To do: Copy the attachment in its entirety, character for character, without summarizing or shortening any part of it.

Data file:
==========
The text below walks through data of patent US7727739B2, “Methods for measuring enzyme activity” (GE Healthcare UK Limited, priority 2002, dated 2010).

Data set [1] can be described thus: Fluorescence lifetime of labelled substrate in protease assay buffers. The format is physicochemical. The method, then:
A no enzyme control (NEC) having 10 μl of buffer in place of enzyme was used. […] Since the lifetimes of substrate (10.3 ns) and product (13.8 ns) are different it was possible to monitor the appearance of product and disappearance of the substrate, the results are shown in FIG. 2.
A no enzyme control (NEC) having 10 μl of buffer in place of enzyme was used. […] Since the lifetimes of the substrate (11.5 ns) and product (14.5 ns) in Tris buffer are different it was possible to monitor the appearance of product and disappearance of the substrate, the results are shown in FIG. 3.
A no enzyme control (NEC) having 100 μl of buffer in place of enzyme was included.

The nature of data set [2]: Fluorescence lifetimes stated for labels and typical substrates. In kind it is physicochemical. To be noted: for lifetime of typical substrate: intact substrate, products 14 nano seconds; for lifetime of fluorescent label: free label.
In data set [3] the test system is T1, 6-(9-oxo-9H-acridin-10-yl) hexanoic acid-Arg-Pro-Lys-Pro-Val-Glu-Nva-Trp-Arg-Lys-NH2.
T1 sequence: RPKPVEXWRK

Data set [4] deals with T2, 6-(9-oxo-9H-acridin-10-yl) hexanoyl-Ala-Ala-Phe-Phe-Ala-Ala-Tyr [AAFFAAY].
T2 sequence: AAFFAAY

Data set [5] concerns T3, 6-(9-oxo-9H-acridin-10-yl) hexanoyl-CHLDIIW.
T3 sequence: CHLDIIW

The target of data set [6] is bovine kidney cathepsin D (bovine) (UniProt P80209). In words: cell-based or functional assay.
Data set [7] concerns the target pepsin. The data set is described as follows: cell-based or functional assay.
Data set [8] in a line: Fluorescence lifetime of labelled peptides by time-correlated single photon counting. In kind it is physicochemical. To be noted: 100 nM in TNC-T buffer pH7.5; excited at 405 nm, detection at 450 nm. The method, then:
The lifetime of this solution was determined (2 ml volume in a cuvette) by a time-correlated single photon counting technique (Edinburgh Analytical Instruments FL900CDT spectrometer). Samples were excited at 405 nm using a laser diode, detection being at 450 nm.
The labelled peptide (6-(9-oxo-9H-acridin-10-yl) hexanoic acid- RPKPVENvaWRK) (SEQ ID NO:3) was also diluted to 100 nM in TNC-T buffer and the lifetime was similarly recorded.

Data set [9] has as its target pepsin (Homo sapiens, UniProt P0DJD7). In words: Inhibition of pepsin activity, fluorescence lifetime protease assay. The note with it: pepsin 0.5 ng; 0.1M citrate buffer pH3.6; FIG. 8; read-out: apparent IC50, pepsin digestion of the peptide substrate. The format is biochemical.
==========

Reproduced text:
The text below walks through data of patent US7727739B2, “Methods for measuring enzyme activity” (GE Healthcare UK Limited, priority 2002, dated 2010).

Data set [1] can be described thus: Fluorescence lifetime of labelled substrate in protease assay buffers. The format is physicochemical. The method, then:
A no enzyme control (NEC) having 10 μl of buffer in place of enzyme was used. […] Since the lifetimes of substrate (10.3 ns) and product (13.8 ns) are different it was possible to monitor the appearance of product and disappearance of the substrate, the results are shown in FIG. 2.
A no enzyme control (NEC) having 10 μl of buffer in place of enzyme was used. […] Since the lifetimes of the substrate (11.5 ns) and product (14.5 ns) in Tris buffer are different it was possible to monitor the appearance of product and disappearance of the substrate, the results are shown in FIG. 3.
A no enzyme control (NEC) having 100 μl of buffer in place of enzyme was included.

The nature of data set [2]: Fluorescence lifetimes stated for labels and typical substrates. In kind it is physicochemical. To be noted: for lifetime of typical substrate: intact substrate, products 14 nano seconds; for lifetime of fluorescent label: free label.
In data set [3] the test system is T1, 6-(9-oxo-9H-acridin-10-yl) hexanoic acid-Arg-Pro-Lys-Pro-Val-Glu-Nva-Trp-Arg-Lys-NH2.
T1 sequence: RPKPVEXWRK

Data set [4] deals with T2, 6-(9-oxo-9H-acridin-10-yl) hexanoyl-Ala-Ala-Phe-Phe-Ala-Ala-Tyr [AAFFAAY].
T2 sequence: AAFFAAY

Data set [5] concerns T3, 6-(9-oxo-9H-acridin-10-yl) hexanoyl-CHLDIIW.
T3 sequence: CHLDIIW

The target of data set [6] is bovine kidney cathepsin D (bovine) (UniProt P80209). In words: cell-based or functional assay.
Data set [7] concerns the target pepsin. The data set is described as follows: cell-based or functional assay.
Data set [8] in a line: Fluorescence lifetime of labelled peptides by time-correlated single photon counting. In kind it is physicochemical. To be noted: 100 nM in TNC-T buffer pH7.5; excited at 405 nm, detection at 450 nm. The method, then:
The lifetime of this solution was determined (2 ml volume in a cuvette) by a time-correlated single photon counting technique (Edinburgh Analytical Instruments FL900CDT spectrometer). Samples were excited at 405 nm using a laser diode, detection being at 450 nm.
The labelled peptide (6-(9-oxo-9H-acridin-10-yl) hexanoic acid- RPKPVENvaWRK) (SEQ ID NO:3) was also diluted to 100 nM in TNC-T buffer and the lifetime was similarly recorded.

Data set [9] has as its target pepsin (Homo sapiens, UniProt P0DJD7). In words: Inhibition of pepsin activity, fluorescence lifetime protease assay. The note with it: pepsin 0.5 ng; 0.1M citrate buffer pH3.6; FIG. 8; read-out: apparent IC50, pepsin digestion of the peptide substrate. The format is biochemical.